I Adopted a Dog Now What?
So you’ve adopted a fur baby and you’re excited to get to know him better. If this is your first time adopting, you might be wondering what you should do next. When you adopt a shelter dog, there are a number of things you can do to prepare for your new resident and make him feel at home.
The following actions are things you can do to help make the transition easier for you and your newly-adopted dog.
Before you leave the shelter, you should ask about the conditions your new pet came from. Since dogs come from different environments, for being strays on the street to coming from a pampered lifestyle, you’ll want to try to help him adjust to a new lifestyle.
You should also be mindful of a new pet’s temperament. While we’d all like a happy-go-lucky pup to come and live with us, it’s possible your new pet has anxiety, is high-energy, or would rather spend his time lying around rather than taking long walks.
People often return dogs to the shelter when they aren’t compatible. This can be traumatic for all parties involved. Be sure to learn all you can about your new pup to keep this type of trauma to a minimum.
Make Your Home Doggie-Friendly
If you haven’t already prepared your home, now is the time. Dogs are curious creatures and they can get into things you may want them to stay out of. Get on his level, and view the world from his point of view.
Look around for anything that might be dangerous to your new friend. Put away anything you don’t want to be chewed up or knocked over. Certain types of plants can be dangerous if ingested, so floor-bound plants should be put on stands or up on shelves. Secure electrical cords and pick up small objects that might end up in puppy tummies.
Prepare a designated spot for the newest member of your family. If you were bringing home a baby, you’d already have a space created for him. Do the same for your dog. Have any doggy beds, houses or crates ready for him to come home to. If you weren't provided with his favorite toy, have one or two for him in his new spot.
Introduce to His New Home
Bringing your dog home is exciting for both of you. The first thing you should do when you arrive is show him around the house on a leash. Lead him from room to room and show him his food and water, his bed and his toys.
You’ll want to show your adopted dog the areas that are off-limits and tell him so. He may or may not be trained, but he’ll understand in your tone and firmness.
Next, show him the yard. While still on the leash, lead him around and let him familiarize himself with his surroundings. If you’ve made a special place for him to poop and pee, you can hang out there for a little while. If he does his business there, you should reward him.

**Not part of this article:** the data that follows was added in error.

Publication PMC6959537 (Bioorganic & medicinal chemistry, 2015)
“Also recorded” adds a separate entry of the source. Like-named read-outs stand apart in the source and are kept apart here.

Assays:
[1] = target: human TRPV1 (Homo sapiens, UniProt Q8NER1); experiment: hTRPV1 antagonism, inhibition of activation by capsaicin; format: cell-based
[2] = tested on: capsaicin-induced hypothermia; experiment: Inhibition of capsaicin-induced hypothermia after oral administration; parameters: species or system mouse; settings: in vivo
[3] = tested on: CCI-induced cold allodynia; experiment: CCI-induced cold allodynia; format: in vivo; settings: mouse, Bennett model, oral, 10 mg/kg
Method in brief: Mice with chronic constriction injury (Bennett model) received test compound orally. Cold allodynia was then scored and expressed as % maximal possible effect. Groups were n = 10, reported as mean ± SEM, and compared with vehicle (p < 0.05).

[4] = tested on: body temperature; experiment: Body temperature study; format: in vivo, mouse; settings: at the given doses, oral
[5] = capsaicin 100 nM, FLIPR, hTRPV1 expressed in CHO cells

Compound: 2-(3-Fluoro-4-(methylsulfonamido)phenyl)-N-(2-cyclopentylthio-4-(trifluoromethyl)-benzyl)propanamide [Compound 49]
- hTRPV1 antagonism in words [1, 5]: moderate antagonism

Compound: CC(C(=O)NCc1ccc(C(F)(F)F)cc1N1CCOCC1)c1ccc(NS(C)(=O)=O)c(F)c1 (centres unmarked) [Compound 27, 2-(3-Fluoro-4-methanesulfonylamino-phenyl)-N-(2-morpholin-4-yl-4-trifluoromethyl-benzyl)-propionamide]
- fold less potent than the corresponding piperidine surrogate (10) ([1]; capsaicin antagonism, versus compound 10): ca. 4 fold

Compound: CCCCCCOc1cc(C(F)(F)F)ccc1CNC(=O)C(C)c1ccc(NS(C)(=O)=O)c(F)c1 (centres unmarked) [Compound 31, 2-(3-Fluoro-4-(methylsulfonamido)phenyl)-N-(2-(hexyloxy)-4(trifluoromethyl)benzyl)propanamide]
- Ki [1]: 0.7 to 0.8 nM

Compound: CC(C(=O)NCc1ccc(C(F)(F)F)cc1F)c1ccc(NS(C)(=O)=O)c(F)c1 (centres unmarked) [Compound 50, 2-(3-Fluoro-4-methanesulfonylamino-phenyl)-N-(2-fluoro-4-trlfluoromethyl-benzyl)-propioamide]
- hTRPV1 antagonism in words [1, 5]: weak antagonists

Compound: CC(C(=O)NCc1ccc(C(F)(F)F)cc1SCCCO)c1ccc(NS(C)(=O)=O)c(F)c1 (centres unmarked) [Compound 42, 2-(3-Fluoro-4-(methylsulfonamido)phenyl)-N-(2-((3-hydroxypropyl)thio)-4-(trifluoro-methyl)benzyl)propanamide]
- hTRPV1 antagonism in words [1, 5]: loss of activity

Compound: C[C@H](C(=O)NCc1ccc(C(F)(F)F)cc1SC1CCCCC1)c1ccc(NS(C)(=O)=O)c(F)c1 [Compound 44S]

Let Him Meet the Family
If there’s more than one member in the home, introduce him to each member. It could be overwhelming for more than two people to meet him at once, so let him meet each person individually.
If you have children, be sure to supervise them at all times while they’re meeting him, no matter how small the dog is. They’ll probably be excited, so it helps to let them sit while meeting him. Ensure they know he’s not a toy, and teach them how to treat the new pup.
It’s also a good time to set boundaries with all involved. Inform the children that dog isn’t allowed to play with their toys, and that they aren’t allowed to take his toys. Dogs can become accustomed to playing with things, and children’s toys shouldn’t be introduced to them.
They should also know to leave him alone when he’s eating and when he’s in his bed or in his “safe space”.
Adding another pet can be stressful for current ones. If you have other dogs, it’s a good idea that they meet outside of the home. A visit to the dog park or a walk is a good way to introduce them and let them become acquainted.
The first couple of weeks can be a difficult time. Your current pets may be annoyed or tired of the new pet. It’s a good idea to keep them separate when they go to their “safe spaces” for a short while. You can crate your adopted dog, or set up a border between them until they get used to each other.
You shouldn’t leave the pets alone for an extended period until they’ve gotten used to each other. You can crate the new pup, keep him in a separate room or in the backyard if he’s an inside dog.
Start Behavior Training
Training your dog is necessary to have the best relationship possible. You don’t have to teach your dog tricks, but the standard commands are optimal — sit, heel, down, and off are the commands that will help keep you and your dog sane.
You can train him yourself, or enroll in a behavior class, or even hire a professional to come to your home to help teach him commands. The key to training is consistency.
Enjoy Your New Family Member
Many people think of their adopted dogs as family members. They provide love and support just and they need the same in return. If you give your pet the time and energy he deserves he will repay you with all the love you can ask for.